When planning a session or adventure, obviously one should take into account the approximate power level and capabilities of the players. For creatures and similar formal challenges, CR helps scale the difficulty of an encounter. However, as the PCs progress, they may gain capabilities that make situational challenges easy or even trivial. For example, challenges requiring escape or travel could easily be bypassed once one of the PCs learns Teleport. After learning/suspecting an apparent ally of treachery, Scrying greatly simplifies the process of finding out what they're up to. My problem is that, aside from a few examples, I don't know what to look out for.
How can I avoid being blindsided by significant PC capabilities like these? Note that my question is not about how to circumvent or build around these capabilities. Instead, I would like to know how to see them coming so I can handle with my own ideas. As such, it doesn't really make sense to look at specific examples; the examples are what is desired. Additionally, it's only especially important to consider when they have access to these capabilities from their own power, as the GM can easily avoid providing the PCs with power they are not prepared for.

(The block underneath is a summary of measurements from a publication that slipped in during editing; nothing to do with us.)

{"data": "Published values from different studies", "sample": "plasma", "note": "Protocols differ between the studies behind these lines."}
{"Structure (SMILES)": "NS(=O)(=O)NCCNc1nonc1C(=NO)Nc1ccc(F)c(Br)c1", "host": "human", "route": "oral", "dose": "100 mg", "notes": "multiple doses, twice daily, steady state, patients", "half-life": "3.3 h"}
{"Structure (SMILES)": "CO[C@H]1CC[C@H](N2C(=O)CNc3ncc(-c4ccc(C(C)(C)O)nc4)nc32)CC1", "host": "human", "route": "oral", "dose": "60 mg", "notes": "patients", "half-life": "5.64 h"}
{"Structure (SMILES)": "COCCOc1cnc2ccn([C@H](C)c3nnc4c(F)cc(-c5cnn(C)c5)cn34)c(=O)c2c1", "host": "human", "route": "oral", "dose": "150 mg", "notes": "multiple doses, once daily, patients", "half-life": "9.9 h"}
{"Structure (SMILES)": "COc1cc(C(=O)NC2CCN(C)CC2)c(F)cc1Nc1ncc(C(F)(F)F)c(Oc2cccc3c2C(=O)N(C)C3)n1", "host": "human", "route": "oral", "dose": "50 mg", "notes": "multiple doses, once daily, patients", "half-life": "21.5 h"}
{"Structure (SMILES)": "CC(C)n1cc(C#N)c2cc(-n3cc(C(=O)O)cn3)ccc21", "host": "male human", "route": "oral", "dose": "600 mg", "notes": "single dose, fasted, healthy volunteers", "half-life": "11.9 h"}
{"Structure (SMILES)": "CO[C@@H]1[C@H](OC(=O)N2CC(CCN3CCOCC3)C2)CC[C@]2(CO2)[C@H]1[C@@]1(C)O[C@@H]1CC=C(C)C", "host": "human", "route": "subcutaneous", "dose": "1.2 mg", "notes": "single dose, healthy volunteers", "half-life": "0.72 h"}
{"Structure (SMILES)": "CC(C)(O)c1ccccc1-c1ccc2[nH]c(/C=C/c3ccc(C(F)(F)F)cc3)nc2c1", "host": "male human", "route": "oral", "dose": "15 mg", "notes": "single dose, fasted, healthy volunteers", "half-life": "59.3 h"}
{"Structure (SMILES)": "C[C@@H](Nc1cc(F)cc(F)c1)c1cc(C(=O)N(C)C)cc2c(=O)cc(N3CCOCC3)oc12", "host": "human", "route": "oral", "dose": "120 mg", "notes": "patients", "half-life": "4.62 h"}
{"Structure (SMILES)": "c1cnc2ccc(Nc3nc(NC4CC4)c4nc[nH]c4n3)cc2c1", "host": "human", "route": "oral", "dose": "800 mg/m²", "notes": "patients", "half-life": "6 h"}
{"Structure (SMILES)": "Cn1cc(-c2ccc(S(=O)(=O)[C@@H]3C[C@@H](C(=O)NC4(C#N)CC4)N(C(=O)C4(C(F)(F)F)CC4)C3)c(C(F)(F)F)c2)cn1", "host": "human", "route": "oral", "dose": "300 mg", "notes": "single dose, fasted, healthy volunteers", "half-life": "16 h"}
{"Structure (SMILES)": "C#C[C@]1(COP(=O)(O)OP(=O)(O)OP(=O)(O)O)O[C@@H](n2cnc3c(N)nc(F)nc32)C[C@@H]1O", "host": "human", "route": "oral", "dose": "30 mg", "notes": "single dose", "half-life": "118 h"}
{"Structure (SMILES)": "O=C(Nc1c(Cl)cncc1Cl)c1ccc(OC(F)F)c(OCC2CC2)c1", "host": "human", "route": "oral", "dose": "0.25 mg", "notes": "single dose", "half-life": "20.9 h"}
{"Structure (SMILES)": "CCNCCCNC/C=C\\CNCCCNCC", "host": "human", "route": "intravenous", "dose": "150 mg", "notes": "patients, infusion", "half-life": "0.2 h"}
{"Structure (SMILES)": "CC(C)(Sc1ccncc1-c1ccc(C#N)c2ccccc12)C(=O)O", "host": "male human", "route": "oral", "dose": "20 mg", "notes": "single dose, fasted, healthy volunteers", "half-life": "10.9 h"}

Ideally, there would be a sort of list of special capabilities players have general access to and at what approximate levels. That is, the list may contain "instantaneous travel that ignores obstacles" or "spying at a distance". A spell compendium is not suitable; there are countless spells that just do damage, or that enhance capabilities acquired earlier. Without some familiarity with all of the spells available, it's not clear that spell X is really the first practical means of achieving some capability. In addition, not all capabilities are spells; consider Wild Shape and other class abilities.
If a list of major capabilities is impractical or not a good StackExchange format, tips for enabling a GM to find these milestones would be appreciated.